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Everything in this newsletter is true to the best of our knowledge. But we occasionally get something wrong. We’re just human! So don’t go spending $10,000 on something we said was good simply because we said so, or fixing something according to what we suggested (check with your own technician first). Maybe we made a mistake. Tips and/or comments in this newsletter are those of the authors and may not reflect the views of RVtravel.com or this newsletter.

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Vanessa Simmons

Fortunately I get dental through the VA so I don’t have to pay anything.


I had a serious shock when I went on my jobs free dental and vision. When I dropped off my husbands plan because it was so expensive I discovered why mine was free. You pay half for everything. And I mean everything. This includes half of the dental cleanings. Can’t wait to see what I pay out of pocket for a vision check which is long over due. Just gotta love health insurance.


To me, it doesn’t make sense to pay for dental insurance. They may provide 2 free cleanings a year, but then you have out of pocket expenses for most everything else. We keep our money in our own account and allocate an amount every month towards dental. That way, we have money on hand whenever we need it. Plus, many of the places we went to had cash discounts or first time patient discounts. Since we are always first time patients, we always find good deals and don’t have to wait for appts since we can use anyone we want. We’ve heard great things about going to Mexico and we want to try that.


Has anyone looked at, tried or have Metlife’s “Take Along” dental coverage?

Doug / ND

We have Delta Dental which we have had for several years. Works well for us. Last December, as retired military we had options for several supplemental policies. Comparing them all – we stayed with Delta mostly due to past experience.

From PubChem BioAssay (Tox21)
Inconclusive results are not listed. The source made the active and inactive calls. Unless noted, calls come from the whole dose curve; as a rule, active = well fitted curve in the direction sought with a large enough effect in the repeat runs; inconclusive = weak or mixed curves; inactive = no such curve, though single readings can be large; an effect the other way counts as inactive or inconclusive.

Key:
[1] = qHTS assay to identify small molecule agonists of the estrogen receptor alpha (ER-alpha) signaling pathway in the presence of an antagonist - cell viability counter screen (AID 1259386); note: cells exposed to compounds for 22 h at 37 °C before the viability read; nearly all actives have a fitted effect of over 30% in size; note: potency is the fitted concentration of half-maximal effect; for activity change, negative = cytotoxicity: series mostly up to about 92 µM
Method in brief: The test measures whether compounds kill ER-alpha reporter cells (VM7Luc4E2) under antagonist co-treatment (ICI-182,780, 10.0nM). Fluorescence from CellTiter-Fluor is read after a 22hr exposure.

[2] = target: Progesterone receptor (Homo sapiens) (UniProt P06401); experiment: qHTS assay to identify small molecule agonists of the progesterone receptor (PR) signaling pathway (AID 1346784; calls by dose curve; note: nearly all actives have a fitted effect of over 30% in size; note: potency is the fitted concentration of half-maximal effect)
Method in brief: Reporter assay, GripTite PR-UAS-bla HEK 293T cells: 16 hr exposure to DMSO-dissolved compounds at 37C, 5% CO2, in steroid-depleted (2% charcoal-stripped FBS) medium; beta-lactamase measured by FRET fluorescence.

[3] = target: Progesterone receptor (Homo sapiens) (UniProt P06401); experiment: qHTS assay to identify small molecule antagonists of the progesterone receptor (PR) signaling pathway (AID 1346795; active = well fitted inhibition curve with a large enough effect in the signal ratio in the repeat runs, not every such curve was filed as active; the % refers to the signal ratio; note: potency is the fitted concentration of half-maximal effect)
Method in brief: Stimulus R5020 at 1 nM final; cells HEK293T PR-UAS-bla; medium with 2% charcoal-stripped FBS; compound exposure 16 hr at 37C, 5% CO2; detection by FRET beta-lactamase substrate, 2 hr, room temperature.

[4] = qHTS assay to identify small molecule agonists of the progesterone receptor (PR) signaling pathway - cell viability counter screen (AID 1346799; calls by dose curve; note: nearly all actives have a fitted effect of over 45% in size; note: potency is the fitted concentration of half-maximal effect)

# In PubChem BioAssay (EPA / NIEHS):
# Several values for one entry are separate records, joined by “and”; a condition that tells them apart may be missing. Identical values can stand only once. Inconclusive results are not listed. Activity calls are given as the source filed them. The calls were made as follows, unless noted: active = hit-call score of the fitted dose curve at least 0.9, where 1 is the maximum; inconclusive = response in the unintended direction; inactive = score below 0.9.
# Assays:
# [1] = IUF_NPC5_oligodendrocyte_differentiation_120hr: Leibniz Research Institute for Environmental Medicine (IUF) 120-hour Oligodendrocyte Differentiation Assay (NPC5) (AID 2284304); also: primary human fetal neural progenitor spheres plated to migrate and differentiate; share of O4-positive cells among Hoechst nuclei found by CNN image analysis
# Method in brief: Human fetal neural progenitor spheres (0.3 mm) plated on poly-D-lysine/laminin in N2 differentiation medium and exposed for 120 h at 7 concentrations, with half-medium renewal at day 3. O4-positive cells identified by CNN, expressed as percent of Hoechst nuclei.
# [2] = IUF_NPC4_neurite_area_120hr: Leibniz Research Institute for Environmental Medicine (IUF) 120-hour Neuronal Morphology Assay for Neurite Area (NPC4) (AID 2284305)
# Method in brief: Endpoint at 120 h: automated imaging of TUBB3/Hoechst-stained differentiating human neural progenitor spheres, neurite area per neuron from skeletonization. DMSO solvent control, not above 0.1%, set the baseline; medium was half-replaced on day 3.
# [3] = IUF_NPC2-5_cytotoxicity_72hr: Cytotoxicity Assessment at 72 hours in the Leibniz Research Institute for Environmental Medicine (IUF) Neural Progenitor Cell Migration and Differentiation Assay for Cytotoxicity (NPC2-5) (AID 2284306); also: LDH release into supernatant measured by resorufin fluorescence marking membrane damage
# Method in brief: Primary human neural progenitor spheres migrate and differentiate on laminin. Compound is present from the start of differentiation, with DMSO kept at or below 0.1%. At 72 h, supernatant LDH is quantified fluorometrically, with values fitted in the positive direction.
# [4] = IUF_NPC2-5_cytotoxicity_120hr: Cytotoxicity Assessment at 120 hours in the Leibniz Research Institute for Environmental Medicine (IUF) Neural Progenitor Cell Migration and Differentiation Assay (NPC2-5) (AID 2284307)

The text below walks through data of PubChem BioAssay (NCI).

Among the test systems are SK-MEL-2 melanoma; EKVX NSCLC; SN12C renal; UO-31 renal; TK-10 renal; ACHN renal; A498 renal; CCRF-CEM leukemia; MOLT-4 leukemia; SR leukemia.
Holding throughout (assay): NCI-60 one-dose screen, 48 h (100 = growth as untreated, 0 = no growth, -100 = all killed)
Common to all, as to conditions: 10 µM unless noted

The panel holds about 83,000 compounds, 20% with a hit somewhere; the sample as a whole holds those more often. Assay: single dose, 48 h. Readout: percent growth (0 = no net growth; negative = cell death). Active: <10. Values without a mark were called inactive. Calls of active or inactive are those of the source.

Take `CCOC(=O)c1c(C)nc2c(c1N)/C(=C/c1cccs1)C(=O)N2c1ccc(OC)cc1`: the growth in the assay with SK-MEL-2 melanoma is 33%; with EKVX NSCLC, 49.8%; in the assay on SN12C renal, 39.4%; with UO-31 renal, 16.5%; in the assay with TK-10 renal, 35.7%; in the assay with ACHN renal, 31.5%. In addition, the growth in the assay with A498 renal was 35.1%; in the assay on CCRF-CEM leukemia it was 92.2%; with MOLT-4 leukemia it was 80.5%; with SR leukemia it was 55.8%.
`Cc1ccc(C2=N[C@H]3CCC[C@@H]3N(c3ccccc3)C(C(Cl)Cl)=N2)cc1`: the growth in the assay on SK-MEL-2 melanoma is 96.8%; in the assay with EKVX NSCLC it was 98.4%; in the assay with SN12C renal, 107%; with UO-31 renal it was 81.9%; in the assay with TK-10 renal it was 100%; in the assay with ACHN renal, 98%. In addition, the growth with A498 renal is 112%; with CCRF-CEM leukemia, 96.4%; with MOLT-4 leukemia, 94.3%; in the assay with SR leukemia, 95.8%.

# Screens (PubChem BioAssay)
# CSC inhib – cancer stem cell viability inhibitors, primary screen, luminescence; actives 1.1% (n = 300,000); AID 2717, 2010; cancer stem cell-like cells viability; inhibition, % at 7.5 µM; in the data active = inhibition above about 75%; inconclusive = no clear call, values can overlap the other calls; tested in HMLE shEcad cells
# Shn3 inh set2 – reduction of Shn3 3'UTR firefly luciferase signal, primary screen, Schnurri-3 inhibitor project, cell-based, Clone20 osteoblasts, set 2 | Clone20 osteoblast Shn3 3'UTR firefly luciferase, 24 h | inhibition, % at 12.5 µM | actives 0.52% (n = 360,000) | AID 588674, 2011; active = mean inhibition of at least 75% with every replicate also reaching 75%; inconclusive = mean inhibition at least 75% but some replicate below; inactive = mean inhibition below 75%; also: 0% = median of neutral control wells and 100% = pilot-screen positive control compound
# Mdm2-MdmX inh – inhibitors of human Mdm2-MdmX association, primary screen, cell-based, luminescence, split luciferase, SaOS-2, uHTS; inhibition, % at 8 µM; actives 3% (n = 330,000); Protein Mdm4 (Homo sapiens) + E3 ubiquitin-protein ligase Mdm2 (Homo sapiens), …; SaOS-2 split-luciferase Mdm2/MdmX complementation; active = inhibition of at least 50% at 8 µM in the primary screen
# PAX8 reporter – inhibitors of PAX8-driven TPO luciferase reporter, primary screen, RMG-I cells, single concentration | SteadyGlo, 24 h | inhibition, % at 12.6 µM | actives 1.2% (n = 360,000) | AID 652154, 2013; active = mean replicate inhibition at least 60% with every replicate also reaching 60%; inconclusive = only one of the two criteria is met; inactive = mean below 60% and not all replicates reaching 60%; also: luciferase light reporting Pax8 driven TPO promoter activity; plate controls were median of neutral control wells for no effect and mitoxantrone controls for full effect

Again, the poll did not show up when I first opened this page. This is the second time I’ve been reading comments and knew something was missing from my page. I refreshed my screen and then it showed up. Interesting.


Lots of people are happy with the work and cost of dental work they get in Los Algodones, Mexico.


Even the best dental insurance is limited (low annual coverage, maximum is usually $2,000) and still requires out of pocket costs. Sometimes the out of pocket costs can really add up. You always have to play the game of trying to maximize the annual coverage regarding any major work to be done, i.e., try to straddle end of year with new year so as to get as much covered as possible. Crowns, inlays, root canals, implants are not far and few between for many seniors. I’ve never had a good answer as to why the mouth and teeth are not considered part of the body and covered by medical insurance.

Rebecca K

I went to the UT Dental College in San Antonio for my extensive dental work. You are assigned to one student for all the work you need under the supervision of the Drs. It was a good experience for a fraction of the cost of a local Dentist.

John Pedrioli

I have Kaiser senior advantage coverage for the basics. I also have a great dentist that greatly discounts price on procedures for cash payment. It is amazing how much of a discount you can get when they don’t have to deal with insurance companies


I am permanently and totally disabled by VA guidelines. This entitles me to dental care. The only problem is trying to get an appointment. Any work I need has to be scheduled well in advance. A minor inconvenience compared to the cost of dental care.


Re dental – retired on MediCare. United Health Care supplementary plan has pretty good dental care, does’t cover big buck stuff – but worth a look at.


I have Met-Life Dental which is a left-over plan from working at Kodak which used to be employee sponsored. But when Kodak went bankrupt all retirement benefits disappeared. Met-Life gave us the choice to continue on our own dollar or quit. I chose to continue. The only Kodak benefit I have left is a survivor income which will go to my wife after I pass but it is a fixed amount over a very specified amount of time. That is called SIB.


For the people that have dental insurance. What companies do you use and are they worth it. The ones that I have looked at have looser dentist and dental groups. They don’t seem to cover very much for the premium. I use to have employer coverage and can’t seem to find anything like it since I retired. Please be nice and if you don’t have anything constructive to add, don’t.